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Showing posts from November, 2006

Oprah and burnout

I happened to hear Oprah today, and she was interviewing women in their 40's, who had through suffering reached a level of transformation. The first was Ellen Burstyn, followed by Sheryl Crow and then Dana Buchanan. Ellen, an actress, had faced poverty, and abusive relationships, patterns she kept repeating until she meditated and with the help of therapy changed her mindset. Sheryl Crow, a musician, was about to get married to Lance Armstrong (a cycling champion), but things did not work out, and they broke up and two weeks later, she realized she had breast cancer. She saw this as an opportunity to wake up. Dana Buchanan a fashion designer, had she thought a perfect life, until she had a daughter who was learning disabled. She kept up the facade of being a perfect career woman, perfect mother, perfect wife, until she suffered a panic attack, that made her feel that she was dying. This was her opportunity to find her true self.

All the women spoke about the roles that society impo…

big sugar: sweet, white and deadly

Here is a review of a documentary I saw on the role of Sugar through history. The living conditions of the slaves used to work the plantations in the 18th century Caribbean, and the Haitians used now in the big plantations seemed hauntingly similar. Sugar is heavily subsized in the U.S. and the whole junk food industry is composed of sugars.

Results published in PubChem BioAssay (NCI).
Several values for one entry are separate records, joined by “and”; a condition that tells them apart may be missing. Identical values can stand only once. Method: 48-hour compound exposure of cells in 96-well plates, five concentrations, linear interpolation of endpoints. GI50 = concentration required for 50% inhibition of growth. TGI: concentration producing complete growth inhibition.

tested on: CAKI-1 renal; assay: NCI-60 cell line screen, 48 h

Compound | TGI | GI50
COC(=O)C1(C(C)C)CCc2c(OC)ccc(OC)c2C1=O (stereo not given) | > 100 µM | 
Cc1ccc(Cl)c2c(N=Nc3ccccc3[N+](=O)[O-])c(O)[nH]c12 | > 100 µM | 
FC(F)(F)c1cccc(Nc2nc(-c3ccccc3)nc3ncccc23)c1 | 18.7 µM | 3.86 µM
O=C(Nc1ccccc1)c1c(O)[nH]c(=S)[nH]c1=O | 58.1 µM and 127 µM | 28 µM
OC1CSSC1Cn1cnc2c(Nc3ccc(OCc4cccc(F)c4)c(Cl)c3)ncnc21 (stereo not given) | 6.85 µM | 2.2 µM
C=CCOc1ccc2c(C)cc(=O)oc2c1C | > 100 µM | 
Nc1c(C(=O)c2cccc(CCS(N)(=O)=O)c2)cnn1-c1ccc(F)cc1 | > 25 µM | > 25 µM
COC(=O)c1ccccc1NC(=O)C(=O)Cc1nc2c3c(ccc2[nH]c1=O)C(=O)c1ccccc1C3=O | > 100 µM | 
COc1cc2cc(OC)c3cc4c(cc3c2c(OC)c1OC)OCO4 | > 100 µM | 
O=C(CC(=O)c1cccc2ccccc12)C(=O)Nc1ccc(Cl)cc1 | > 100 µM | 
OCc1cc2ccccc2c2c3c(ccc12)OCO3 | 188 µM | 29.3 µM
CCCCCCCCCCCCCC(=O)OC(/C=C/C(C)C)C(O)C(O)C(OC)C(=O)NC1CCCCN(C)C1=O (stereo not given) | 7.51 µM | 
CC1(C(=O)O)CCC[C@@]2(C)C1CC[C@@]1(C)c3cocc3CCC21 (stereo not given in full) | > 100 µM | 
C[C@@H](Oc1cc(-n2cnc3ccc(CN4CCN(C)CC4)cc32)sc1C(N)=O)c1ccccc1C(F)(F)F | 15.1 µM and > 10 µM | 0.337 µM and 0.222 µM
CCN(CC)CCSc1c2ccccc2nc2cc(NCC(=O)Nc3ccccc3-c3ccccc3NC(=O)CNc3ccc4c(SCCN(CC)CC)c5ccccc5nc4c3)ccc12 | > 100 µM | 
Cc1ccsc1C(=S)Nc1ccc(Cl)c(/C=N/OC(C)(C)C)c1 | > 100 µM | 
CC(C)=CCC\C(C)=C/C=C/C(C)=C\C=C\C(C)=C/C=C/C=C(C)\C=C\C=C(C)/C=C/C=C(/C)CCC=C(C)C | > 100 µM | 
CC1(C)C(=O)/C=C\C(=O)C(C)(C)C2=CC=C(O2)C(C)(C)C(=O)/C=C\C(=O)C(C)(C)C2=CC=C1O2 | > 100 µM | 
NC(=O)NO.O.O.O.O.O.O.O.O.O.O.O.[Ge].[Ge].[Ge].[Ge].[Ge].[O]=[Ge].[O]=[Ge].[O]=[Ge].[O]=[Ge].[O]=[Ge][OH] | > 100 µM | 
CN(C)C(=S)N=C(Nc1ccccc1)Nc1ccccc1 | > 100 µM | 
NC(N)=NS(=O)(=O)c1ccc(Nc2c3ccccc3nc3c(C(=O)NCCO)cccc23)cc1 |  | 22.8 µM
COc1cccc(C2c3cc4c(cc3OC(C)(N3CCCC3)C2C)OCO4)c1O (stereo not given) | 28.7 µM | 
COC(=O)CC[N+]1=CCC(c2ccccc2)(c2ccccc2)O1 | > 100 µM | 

Big Sugar explores the dark history and modern power of the world's reigning sugar cartels. Using dramatic reenactments, it reveals how sugar was at the heart of slavery in the West Indies in the 18th century, while showing how present-day consumers are slaves to a sugar-based diet. A lost chapter of Canadian history is discovered, illustrating how 18th century sugar lobbyists in England used blackmail and bribes to determine the fate of Canada.

Toronto writer Lisa Codrington visits Barbados to investigate her family's connection to the Codrington plantation, where the ruthless slave master was also a sexual predator. Meanwhile, writer Carl…

Sanjay Dutt is not a terrorist

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I am glad that the Bombay courts have acquitted Indian actor Sanjay Dutt of terrorism charges under T.A.D.A (Terrorist and Disruptive Activities Act 1987). This act was similar to the U.S.’s patriot act. T.A.D.A. was enforced for many years in India, often framing innocent Sikhs, Muslims, People from the North East and anyone challenging the India State.

Here is some background on the judgement and the actor in the outlook here and here

Sanjay Dutt gets a dream judgment — all charges dropped under TADA and convicted only under Indian Arms Act, for which he would face a maximum of three years in prison, out of which he has already served 16 months.

Judge P D Kode of the TADA court announced, "During my reasoning I have not found him (Sanjay Dutt) to be a terrorist," there was a collective sense of justice having been finally delivered.

The judge went on to say, "Considering matters in his confession and also taking into account certain admissions from other evidence, I acce…

Casino Royale and Babel

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I saw Casino Royale on Thanksgiving, and did not like it much, but according to the people that I saw it with, it was a new Bond for a changed world. Here is a review that called it pure testosterone pleasure.


The verdict is in: the deliciously brooding Daniel Craig is an edgy and eclectic James Bond, deftly grabbing the reins from perennial uber-Bond Sean Connery.

No gimmicky nuclear warheads, extreme heli-skiing or Pierce Brosnan’s namby-pambies; this 007 is all business – hungry, raw and irrefutably willing to lay it down for queen and country.